Healthy for a few families maybe, particularly, in terms of income opportunities, but given the rundown state of the village, it seems to have accrued little collective benefit from the education offered to its residents. The successful ones have made their careers in big cities, or live abroad, and maintain only a cursory relationship with their birthplace. Nevertheless, locals view their expatriate village bretherns’ more fortunate worldly progress with pride and honour. Those left behind do not grudge them; if anything, they await their own opportunity to leave the village for a more rewarding life in the city or in foreign lands.

And why not. Peelu Vance is a cul de sac for aspiring youth. A collection of modest brick houses, unpaved streets and smelly shops selling bare necessities, its open-air, fly-infested tea joint is the only place for young and old to hang out. There is no visible recreation, no scope for personal advancement, no arts and crafts, no welfare facility, and not a single doctor in the village. Our host, Dr Jasra, is not a medical doctor. The former deputy tehsil nazim (administrator) also runs the only drug store in the village, and is, therefore, the closest thing to a doctor. That’s how he got the title from the villagers who were so grateful for his prescriptions and potions.

The social fabric of Peelu Vance is as steeped in tradition and ignorance as any other village in the vicinity. The few children who don’t go to primary school, are all girls. For a majority of the older girls, high school is the end of education. Even those with the means to pursue higher education, have their career options limited to teaching, the only socially acceptable employment for women in the village. Religion is invoked in every aspect of life. And for all its education and piety, Peelu Vance has the highest crime rate in the Nurpur Thal tehsil. Police station records show that a majority of the crimes that are reported, have to do with old family feuds over land and a share of irrigation water. So what good is this education doing to village life?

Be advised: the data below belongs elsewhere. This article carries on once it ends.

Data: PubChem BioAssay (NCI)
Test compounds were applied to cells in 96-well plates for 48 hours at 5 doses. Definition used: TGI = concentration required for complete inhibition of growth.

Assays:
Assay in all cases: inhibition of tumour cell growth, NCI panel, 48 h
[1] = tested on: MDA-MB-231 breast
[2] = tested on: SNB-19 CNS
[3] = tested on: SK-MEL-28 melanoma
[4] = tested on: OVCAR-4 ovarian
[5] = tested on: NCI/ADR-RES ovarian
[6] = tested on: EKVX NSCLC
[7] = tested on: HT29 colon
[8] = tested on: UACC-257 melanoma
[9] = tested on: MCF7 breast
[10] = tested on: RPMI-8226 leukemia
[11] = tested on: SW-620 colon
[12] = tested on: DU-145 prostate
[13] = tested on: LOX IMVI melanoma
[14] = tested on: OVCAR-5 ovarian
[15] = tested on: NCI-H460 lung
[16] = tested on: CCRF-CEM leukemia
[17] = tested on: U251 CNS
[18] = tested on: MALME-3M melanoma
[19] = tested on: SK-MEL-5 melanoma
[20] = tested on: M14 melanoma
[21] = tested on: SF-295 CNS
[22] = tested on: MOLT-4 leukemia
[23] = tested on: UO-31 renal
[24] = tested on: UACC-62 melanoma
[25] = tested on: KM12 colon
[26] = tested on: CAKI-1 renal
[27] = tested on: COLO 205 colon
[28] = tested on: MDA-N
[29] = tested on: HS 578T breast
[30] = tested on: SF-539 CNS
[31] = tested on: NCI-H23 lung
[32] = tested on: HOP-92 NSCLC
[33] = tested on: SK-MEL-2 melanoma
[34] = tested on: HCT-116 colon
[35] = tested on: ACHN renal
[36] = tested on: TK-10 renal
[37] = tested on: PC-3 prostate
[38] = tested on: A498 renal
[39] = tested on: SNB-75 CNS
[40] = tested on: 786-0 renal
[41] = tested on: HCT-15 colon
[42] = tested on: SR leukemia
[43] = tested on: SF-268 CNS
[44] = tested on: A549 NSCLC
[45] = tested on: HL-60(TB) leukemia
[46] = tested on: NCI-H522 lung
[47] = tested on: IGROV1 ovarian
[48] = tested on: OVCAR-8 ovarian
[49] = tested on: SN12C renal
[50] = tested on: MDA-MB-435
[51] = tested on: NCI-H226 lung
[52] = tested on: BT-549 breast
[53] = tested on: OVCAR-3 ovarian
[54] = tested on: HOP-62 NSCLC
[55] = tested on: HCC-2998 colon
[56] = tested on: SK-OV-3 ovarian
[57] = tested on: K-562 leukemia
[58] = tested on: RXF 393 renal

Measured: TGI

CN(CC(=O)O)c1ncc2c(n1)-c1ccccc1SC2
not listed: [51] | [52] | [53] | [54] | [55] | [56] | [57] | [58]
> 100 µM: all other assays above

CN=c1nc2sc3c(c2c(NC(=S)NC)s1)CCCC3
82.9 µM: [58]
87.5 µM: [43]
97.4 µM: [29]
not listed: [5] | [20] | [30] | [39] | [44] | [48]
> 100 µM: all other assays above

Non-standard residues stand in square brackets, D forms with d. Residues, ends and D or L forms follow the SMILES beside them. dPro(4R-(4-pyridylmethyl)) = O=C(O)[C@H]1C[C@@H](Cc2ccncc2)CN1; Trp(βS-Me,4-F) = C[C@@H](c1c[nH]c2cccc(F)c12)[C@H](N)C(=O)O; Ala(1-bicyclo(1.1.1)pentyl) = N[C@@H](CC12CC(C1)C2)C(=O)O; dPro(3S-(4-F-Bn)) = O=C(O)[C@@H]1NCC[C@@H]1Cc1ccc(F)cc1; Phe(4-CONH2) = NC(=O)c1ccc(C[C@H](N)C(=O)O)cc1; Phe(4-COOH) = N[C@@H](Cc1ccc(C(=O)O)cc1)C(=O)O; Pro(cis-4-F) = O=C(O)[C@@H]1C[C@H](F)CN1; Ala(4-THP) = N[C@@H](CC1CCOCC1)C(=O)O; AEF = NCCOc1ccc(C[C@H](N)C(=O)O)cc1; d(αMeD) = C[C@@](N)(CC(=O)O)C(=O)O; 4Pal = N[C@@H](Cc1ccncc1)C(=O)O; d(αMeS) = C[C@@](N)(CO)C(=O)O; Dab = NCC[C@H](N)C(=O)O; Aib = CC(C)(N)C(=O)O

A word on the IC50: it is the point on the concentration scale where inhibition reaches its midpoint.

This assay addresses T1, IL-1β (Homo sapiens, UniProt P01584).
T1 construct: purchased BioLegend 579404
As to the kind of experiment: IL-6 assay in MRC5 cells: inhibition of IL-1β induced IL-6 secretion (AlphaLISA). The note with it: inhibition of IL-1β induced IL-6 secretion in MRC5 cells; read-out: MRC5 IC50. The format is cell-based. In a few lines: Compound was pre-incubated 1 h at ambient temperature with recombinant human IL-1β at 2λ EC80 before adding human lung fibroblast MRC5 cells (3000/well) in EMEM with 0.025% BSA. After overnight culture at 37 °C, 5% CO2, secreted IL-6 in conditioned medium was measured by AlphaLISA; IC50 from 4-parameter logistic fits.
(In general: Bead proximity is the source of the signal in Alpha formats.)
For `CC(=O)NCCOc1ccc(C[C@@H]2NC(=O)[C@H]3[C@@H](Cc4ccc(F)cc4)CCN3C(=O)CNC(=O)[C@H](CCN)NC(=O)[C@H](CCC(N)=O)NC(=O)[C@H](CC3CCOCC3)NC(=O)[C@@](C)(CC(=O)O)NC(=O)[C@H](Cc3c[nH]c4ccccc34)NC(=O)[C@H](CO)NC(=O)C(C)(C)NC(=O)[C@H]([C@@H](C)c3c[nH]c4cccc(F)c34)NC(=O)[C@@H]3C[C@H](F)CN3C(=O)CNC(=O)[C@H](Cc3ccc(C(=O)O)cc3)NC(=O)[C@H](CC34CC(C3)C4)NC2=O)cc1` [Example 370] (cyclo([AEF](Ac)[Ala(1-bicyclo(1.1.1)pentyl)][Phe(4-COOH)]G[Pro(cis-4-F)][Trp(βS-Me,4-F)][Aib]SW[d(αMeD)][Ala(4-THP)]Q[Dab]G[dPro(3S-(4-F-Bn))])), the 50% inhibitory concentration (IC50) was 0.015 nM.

Malik Mohammed Eesa is a retired headmaster. The octogenarian was the first in the village to go to college. He sees the material rise of some of the educated men and women as a fit reward of education: “These judges and doctors have a good life, their children have even better prospects and they have built expensive houses for their parents and the extended family. What more can one want in life?” I have to rephrase my question in four different ways. He rubs his temple with his forefinger and after much contemplation he then blurts out that the only non-material benefit of education he sees for the whole village is that “We understand Islam much better than those who are illiterate.”

Master Eesa, as he is known in the village, has a huge dish antenna placed in the courtyard of his house and from where we are sitting I can hear a rather bold (in terms of sexual nuances) Indian film playing on television in the next room full of women and children — an allowance, perhaps, made for a better understanding of Islam.

Having spoken to a couple of dozen villagers — all men, the women obviously have no business talking to a stranger — it becomes quite clear that social norms, civic sense and cultural behaviours operate independent of education in this village. Or maybe the education system in Peelu Vance, or for that matter in the rest of the province and country, is geared only to prepare students for employment with no regard to social uplift and a change of attitude.

In fact, a World Bank report on Punjab schools, notes that there isn’t much literacy and numeracy happening in the classrooms. “Learning levels are far below international standards and they have little or nothing to do with the curriculum designed for the grade level,” says the Learning and Educational Achievements in Punjab Schools (LEAPS) report that came out last year. Another report finds that only 35% of schoolchildren, aged 6-16, can read a story, while 50% cannot read a sentence.